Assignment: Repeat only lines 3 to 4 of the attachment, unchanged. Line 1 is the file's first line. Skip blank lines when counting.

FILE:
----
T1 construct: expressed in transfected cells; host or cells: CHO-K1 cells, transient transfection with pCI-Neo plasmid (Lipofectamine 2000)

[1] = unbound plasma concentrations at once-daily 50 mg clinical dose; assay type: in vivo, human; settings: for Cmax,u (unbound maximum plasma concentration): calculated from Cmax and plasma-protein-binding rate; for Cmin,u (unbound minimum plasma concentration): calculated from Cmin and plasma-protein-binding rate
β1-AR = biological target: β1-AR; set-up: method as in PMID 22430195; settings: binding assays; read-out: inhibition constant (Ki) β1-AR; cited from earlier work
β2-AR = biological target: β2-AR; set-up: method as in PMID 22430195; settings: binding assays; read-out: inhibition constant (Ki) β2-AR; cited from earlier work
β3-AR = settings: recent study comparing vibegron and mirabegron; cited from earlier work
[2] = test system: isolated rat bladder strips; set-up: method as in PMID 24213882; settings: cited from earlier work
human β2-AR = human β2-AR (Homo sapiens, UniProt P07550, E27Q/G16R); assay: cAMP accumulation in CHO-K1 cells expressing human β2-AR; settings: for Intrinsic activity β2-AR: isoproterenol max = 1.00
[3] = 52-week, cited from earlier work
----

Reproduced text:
β1-AR = biological target: β1-AR; set-up: method as in PMID 22430195; settings: binding assays; read-out: inhibition constant (Ki) β1-AR; cited from earlier work
β2-AR = biological target: β2-AR; set-up: method as in PMID 22430195; settings: binding assays; read-out: inhibition constant (Ki) β2-AR; cited from earlier work